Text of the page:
We searched the S&P 500 to find these types of stocks. Mind you, the benchmark index has a subpar dividend of its own, at just 2.2%. It’s easy to find stocks with higher yields, but then, a high yield can be a warning sign for a dividend payer. The highest-paying names in the S&P 500 all have issues that the market is rightly worried about.
Here are the results of our research....
AT&T -- Yield: 5.22%AT&T (NYSE:T) employs 273,140 people, generates revenue of $146,801.00 million and has a net income of $13,687.00 million. The current market capitalization stands at $232.69 billion.
AT&T’s earnings before interest, taxes, depreciation and amortization (EBITDA) amounts to $49,599.00 million. The EBITDA margin is 33.79% (the operating margin is 16.88% and the net profit margin 9.32%).
Financials: The total debt represents 31.33% of AT&T assets and the total debt in relation to the equity amounts to 102.84%. Due to the financial situation, a return on equity of 12.57% was realized by AT&T.
Twelve trailing months earnings per share reached a value of $2.35. Last fiscal year, AT&T paid $1.89 in the form of dividends to shareholders.
Market Valuation: Here are the price ratios of the company: The P/E ratio is 16.06, the P/S ratio is 1.57 and the P/B ratio is finally 1.88. The dividend yield amounts to 5.22%. Read more here: 10 Of The Best S&P 500 Blue-Chip Dividend Stocks.... [more]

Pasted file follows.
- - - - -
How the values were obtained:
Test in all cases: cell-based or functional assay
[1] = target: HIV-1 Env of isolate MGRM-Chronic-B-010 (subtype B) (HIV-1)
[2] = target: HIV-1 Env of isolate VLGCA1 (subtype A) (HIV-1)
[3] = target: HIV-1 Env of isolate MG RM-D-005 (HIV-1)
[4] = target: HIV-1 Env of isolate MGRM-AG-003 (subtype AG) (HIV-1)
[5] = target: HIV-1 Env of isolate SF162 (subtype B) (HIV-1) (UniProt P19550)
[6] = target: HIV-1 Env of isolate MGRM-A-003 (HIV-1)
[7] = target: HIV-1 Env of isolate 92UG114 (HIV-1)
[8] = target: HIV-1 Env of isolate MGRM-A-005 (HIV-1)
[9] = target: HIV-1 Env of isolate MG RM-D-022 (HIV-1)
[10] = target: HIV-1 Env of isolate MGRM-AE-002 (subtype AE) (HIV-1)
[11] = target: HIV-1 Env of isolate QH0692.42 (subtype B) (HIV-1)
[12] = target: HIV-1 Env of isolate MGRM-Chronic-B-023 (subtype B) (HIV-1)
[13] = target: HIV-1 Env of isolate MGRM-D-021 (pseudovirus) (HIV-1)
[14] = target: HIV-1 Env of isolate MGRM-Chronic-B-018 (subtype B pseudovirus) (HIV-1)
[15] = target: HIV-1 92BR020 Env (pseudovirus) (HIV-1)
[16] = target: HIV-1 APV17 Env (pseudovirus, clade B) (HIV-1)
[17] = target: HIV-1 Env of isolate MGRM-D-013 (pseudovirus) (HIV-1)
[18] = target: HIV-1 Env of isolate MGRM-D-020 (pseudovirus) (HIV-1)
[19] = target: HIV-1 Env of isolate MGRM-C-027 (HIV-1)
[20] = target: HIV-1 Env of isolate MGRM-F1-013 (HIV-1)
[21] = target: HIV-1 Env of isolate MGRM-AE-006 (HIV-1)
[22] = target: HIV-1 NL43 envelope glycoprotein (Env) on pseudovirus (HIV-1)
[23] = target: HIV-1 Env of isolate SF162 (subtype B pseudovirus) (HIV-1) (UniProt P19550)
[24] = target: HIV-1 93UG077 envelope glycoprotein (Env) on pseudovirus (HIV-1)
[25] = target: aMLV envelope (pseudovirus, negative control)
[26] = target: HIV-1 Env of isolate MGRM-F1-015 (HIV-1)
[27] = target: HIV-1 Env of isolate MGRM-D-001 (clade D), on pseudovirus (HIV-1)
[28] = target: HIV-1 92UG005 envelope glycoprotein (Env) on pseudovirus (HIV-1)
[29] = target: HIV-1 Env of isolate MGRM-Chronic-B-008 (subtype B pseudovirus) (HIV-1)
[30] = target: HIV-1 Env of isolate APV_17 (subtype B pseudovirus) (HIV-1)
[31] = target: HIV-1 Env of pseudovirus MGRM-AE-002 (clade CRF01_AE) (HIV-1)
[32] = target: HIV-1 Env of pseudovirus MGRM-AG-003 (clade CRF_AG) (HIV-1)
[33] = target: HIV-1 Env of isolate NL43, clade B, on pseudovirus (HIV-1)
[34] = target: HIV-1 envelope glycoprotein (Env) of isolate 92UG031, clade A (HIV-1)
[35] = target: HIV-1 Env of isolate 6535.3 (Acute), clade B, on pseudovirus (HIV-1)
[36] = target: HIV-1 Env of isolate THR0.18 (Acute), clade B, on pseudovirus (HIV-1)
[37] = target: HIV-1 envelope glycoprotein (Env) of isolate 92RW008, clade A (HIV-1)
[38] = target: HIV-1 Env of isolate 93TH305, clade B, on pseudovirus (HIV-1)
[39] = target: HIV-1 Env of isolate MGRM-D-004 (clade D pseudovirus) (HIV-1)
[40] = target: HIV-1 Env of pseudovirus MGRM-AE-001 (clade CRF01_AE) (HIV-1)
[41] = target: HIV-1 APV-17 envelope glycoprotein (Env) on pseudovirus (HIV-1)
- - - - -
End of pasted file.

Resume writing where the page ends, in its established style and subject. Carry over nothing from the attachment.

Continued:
When it comes to the history of wealth, there is always one sector that needs to be mention, and that is real estate. The cash flow that real estate investing brings in from business operations can be great, especially for dividend investors.
Purchasing a rental property in your local neighborhood is pretty easy to do because the capital required is not a great amount. However, when it comes to investing in the healthcare real estate sector, it is much more difficult–that is, unless you have millions of dollars in your bank account.
There are a lot of healthcare Reits on the market with solid yields which have been grown over years. I will show you some of the highest yielding and most promising healthcare Reits with the attached list.
Here are the highest yielding and most promising healthcare Reits... -> The Highest Yielding And Most Promising Healthcare Reits... [more]
When savvy investors hunt for great dividend stocks, one of the first things they look at is the dividend yield, which expresses a stock's annual dividend payout as a percentage of its stock price.
One of the reasons investors are often drawn to bank stocks is because they tend to pay generous dividends. But just like any other industry, some banks stocks are more generous than others when it comes to their quarterly payouts.
Which are the best from the perspective of an income-seeking investor on the hunt for a high yield? You can find the answer in the table below.
With this in mind, I drew up the table below, which ranks the nation's biggest banks by dividend yield.
Here are higher capitalized bank/money center stocks with dividend yields above 3 percent.... -> Bank Stocks With Big Dividend Yields... [more]